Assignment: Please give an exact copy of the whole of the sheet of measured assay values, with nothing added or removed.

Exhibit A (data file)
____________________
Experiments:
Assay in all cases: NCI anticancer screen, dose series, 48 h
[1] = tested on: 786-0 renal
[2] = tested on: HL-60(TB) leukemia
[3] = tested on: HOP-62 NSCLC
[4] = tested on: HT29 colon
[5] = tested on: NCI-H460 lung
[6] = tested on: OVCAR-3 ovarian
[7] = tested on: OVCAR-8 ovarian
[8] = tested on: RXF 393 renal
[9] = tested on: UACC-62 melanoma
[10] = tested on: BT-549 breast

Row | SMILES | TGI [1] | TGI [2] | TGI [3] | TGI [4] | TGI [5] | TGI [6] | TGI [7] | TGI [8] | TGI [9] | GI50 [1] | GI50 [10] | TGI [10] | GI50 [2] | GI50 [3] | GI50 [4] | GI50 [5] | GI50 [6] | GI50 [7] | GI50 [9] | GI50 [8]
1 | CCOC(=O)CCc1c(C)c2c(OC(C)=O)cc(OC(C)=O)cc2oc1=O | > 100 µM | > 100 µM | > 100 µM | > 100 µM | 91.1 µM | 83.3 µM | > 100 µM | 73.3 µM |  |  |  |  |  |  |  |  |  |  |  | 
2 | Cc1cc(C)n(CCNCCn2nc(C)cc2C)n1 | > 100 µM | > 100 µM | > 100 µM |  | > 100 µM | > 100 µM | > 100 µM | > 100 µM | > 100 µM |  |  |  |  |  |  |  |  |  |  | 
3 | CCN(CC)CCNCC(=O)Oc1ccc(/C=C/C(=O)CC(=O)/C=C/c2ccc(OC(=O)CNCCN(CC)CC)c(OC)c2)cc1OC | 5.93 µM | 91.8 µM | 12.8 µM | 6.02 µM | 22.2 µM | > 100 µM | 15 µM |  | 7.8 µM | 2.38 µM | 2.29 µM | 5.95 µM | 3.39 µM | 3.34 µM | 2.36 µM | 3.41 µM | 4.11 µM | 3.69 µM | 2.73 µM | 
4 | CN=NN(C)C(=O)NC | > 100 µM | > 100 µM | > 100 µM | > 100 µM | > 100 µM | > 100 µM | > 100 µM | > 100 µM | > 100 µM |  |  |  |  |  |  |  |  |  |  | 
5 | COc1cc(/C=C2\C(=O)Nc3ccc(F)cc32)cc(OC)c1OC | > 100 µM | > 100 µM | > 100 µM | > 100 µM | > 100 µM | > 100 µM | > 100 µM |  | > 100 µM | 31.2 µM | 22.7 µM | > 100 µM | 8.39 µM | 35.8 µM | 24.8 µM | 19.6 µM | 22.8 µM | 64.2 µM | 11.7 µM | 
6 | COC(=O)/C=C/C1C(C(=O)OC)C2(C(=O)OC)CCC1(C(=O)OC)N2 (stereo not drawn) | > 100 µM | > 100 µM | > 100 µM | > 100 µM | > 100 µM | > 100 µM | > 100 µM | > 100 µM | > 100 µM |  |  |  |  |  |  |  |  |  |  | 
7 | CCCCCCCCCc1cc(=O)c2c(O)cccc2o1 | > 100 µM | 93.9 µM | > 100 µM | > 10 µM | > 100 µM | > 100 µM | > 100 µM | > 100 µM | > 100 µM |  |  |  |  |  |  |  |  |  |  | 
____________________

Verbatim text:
Experiments:
Assay in all cases: NCI anticancer screen, dose series, 48 h
[1] = tested on: 786-0 renal
[2] = tested on: HL-60(TB) leukemia
[3] = tested on: HOP-62 NSCLC
[4] = tested on: HT29 colon
[5] = tested on: NCI-H460 lung
[6] = tested on: OVCAR-3 ovarian
[7] = tested on: OVCAR-8 ovarian
[8] = tested on: RXF 393 renal
[9] = tested on: UACC-62 melanoma
[10] = tested on: BT-549 breast

Row | SMILES | TGI [1] | TGI [2] | TGI [3] | TGI [4] | TGI [5] | TGI [6] | TGI [7] | TGI [8] | TGI [9] | GI50 [1] | GI50 [10] | TGI [10] | GI50 [2] | GI50 [3] | GI50 [4] | GI50 [5] | GI50 [6] | GI50 [7] | GI50 [9] | GI50 [8]
1 | CCOC(=O)CCc1c(C)c2c(OC(C)=O)cc(OC(C)=O)cc2oc1=O | > 100 µM | > 100 µM | > 100 µM | > 100 µM | 91.1 µM | 83.3 µM | > 100 µM | 73.3 µM |  |  |  |  |  |  |  |  |  |  |  | 
2 | Cc1cc(C)n(CCNCCn2nc(C)cc2C)n1 | > 100 µM | > 100 µM | > 100 µM |  | > 100 µM | > 100 µM | > 100 µM | > 100 µM | > 100 µM |  |  |  |  |  |  |  |  |  |  | 
3 | CCN(CC)CCNCC(=O)Oc1ccc(/C=C/C(=O)CC(=O)/C=C/c2ccc(OC(=O)CNCCN(CC)CC)c(OC)c2)cc1OC | 5.93 µM | 91.8 µM | 12.8 µM | 6.02 µM | 22.2 µM | > 100 µM | 15 µM |  | 7.8 µM | 2.38 µM | 2.29 µM | 5.95 µM | 3.39 µM | 3.34 µM | 2.36 µM | 3.41 µM | 4.11 µM | 3.69 µM | 2.73 µM | 
4 | CN=NN(C)C(=O)NC | > 100 µM | > 100 µM | > 100 µM | > 100 µM | > 100 µM | > 100 µM | > 100 µM | > 100 µM | > 100 µM |  |  |  |  |  |  |  |  |  |  | 
5 | COc1cc(/C=C2\C(=O)Nc3ccc(F)cc32)cc(OC)c1OC | > 100 µM | > 100 µM | > 100 µM | > 100 µM | > 100 µM | > 100 µM | > 100 µM |  | > 100 µM | 31.2 µM | 22.7 µM | > 100 µM | 8.39 µM | 35.8 µM | 24.8 µM | 19.6 µM | 22.8 µM | 64.2 µM | 11.7 µM | 
6 | COC(=O)/C=C/C1C(C(=O)OC)C2(C(=O)OC)CCC1(C(=O)OC)N2 (stereo not drawn) | > 100 µM | > 100 µM | > 100 µM | > 100 µM | > 100 µM | > 100 µM | > 100 µM | > 100 µM | > 100 µM |  |  |  |  |  |  |  |  |  |  | 
7 | CCCCCCCCCc1cc(=O)c2c(O)cccc2o1 | > 100 µM | 93.9 µM | > 100 µM | > 10 µM | > 100 µM | > 100 µM | > 100 µM | > 100 µM | > 100 µM |  |  |  |  |  |  |  |  |  |  | 